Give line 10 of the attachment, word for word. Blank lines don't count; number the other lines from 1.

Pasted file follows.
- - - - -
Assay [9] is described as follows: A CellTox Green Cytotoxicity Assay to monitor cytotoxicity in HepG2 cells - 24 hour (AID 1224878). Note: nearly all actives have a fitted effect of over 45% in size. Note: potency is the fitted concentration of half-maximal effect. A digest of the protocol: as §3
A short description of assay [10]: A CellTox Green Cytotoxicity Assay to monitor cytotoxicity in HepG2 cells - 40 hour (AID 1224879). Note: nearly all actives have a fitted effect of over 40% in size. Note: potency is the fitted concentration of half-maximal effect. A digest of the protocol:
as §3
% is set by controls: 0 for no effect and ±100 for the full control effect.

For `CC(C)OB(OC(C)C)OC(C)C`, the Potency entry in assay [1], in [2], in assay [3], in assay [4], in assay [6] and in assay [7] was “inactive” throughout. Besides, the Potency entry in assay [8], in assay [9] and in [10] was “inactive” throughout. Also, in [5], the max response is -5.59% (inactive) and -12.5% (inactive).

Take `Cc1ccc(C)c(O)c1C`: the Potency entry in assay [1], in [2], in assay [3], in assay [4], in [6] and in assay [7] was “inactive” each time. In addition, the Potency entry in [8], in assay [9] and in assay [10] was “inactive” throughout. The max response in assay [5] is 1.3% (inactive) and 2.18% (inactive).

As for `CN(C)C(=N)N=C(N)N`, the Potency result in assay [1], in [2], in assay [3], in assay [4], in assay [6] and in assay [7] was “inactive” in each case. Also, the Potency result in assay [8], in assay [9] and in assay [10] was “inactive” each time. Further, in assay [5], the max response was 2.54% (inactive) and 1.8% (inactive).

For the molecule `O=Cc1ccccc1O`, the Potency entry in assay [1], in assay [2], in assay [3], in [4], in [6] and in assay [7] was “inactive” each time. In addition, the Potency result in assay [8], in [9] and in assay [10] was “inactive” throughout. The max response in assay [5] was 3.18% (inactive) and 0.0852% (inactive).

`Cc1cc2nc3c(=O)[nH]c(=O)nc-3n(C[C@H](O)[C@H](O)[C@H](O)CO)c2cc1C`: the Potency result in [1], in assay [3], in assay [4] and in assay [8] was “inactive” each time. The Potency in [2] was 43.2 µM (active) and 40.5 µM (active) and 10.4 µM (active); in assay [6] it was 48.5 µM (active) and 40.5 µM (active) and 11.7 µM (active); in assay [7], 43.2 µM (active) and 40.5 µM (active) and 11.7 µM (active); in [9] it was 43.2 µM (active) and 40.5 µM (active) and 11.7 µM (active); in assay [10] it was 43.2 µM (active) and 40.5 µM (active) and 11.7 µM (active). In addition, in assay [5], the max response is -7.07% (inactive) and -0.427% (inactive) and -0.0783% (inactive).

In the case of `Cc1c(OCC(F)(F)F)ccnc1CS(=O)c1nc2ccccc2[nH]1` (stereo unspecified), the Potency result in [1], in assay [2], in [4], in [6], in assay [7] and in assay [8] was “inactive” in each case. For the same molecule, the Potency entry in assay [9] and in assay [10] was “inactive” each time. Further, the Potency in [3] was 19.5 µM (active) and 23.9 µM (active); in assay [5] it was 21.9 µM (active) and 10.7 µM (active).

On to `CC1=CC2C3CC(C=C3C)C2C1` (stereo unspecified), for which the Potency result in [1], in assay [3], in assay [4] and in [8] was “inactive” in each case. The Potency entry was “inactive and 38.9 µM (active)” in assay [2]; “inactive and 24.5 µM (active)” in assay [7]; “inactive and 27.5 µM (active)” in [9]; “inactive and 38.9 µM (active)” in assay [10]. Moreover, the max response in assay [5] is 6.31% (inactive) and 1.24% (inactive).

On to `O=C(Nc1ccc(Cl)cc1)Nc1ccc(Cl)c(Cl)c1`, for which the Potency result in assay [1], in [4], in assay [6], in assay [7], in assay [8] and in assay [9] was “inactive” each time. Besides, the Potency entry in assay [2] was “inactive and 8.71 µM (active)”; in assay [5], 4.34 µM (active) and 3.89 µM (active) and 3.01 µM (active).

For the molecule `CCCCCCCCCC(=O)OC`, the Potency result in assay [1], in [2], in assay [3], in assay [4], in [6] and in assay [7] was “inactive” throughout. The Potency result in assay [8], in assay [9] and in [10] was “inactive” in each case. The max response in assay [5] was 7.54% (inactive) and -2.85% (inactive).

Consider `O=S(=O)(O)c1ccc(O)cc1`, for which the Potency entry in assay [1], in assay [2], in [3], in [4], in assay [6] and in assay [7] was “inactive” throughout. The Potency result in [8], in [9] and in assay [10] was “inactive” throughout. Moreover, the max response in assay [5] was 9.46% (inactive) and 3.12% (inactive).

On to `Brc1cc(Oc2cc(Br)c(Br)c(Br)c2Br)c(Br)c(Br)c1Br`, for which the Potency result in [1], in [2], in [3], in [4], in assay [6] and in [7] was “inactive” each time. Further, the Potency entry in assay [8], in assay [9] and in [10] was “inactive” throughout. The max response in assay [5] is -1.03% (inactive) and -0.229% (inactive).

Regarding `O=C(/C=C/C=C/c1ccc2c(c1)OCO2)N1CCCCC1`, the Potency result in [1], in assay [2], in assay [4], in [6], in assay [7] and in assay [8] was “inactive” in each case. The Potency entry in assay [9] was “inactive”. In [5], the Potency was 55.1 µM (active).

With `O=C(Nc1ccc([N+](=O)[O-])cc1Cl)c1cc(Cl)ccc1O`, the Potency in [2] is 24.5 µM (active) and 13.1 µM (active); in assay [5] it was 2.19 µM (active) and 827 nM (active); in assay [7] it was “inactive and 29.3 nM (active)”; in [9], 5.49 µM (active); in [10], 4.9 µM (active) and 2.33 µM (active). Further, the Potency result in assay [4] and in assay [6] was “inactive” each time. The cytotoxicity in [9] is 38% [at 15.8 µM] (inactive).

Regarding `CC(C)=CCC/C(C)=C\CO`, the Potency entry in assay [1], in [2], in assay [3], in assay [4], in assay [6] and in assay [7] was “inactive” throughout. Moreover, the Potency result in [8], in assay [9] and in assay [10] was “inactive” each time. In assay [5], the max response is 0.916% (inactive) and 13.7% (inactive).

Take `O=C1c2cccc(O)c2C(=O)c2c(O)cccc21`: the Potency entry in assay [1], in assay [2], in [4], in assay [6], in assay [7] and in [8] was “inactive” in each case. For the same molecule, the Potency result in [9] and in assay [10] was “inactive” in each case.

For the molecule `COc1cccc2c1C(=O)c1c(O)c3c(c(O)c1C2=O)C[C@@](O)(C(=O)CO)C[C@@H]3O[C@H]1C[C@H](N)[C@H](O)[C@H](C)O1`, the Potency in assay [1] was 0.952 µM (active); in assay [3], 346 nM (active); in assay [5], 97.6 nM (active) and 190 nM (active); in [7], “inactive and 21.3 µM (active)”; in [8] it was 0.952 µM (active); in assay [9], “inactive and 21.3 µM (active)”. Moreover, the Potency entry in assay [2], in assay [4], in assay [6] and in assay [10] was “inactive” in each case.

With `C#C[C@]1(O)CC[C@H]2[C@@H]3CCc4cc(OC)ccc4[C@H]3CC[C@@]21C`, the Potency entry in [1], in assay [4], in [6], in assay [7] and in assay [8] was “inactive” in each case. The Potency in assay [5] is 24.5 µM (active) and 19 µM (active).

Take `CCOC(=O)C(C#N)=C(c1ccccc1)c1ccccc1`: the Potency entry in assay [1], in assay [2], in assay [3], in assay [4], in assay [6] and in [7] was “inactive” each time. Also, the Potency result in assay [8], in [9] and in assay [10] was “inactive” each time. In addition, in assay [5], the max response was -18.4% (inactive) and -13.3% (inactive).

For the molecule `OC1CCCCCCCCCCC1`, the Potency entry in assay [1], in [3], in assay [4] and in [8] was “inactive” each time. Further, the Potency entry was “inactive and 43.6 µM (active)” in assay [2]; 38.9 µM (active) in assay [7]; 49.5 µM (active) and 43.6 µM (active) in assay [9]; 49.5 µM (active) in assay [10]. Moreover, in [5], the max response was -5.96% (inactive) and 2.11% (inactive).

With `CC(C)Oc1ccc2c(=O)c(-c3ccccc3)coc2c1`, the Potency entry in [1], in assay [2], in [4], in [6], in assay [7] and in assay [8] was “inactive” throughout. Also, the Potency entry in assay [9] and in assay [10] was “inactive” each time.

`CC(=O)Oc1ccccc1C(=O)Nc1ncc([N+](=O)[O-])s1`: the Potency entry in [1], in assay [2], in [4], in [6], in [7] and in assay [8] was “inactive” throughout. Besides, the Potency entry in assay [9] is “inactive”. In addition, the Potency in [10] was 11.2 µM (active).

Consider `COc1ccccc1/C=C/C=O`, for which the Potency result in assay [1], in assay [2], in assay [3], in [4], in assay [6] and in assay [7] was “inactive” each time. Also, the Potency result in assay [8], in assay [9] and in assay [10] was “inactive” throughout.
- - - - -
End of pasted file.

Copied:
In the case of `Cc1c(OCC(F)(F)F)ccnc1CS(=O)c1nc2ccccc2[nH]1` (stereo unspecified), the Potency result in [1], in assay [2], in [4], in [6], in assay [7] and in assay [8] was “inactive” in each case. For the same molecule, the Potency entry in assay [9] and in assay [10] was “inactive” each time. Further, the Potency in [3] was 19.5 µM (active) and 23.9 µM (active); in assay [5] it was 21.9 µM (active) and 10.7 µM (active).